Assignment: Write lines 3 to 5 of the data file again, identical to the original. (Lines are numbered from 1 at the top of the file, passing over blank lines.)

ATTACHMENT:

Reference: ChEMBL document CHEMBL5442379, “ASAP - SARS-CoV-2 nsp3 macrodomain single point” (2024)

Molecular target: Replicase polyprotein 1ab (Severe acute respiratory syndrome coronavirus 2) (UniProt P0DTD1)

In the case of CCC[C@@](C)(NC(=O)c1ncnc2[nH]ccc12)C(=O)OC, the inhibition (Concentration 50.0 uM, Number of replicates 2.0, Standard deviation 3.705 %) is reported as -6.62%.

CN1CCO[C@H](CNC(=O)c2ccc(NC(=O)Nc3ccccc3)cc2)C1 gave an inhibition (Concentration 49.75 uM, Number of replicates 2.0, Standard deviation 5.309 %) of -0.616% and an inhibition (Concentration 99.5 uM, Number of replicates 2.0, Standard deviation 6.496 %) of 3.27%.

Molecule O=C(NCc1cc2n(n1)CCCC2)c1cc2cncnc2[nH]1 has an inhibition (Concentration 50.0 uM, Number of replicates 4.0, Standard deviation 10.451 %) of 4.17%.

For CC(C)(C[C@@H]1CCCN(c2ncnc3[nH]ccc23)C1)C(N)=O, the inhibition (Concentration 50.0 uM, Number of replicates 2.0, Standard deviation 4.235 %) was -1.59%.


In the case of CCC[C@@](C)(NC(=O)c1ncnc2[nH]ccc12)C(=O)OC, the inhibition (Concentration 50.0 uM, Number of replicates 2.0, Standard deviation 3.705 %) is reported as -6.62%.

CN1CCO[C@H](CNC(=O)c2ccc(NC(=O)Nc3ccccc3)cc2)C1 gave an inhibition (Concentration 49.75 uM, Number of replicates 2.0, Standard deviation 5.309 %) of -0.616% and an inhibition (Concentration 99.5 uM, Number of replicates 2.0, Standard deviation 6.496 %) of 3.27%.

Molecule O=C(NCc1cc2n(n1)CCCC2)c1cc2cncnc2[nH]1 has an inhibition (Concentration 50.0 uM, Number of replicates 4.0, Standard deviation 10.451 %) of 4.17%.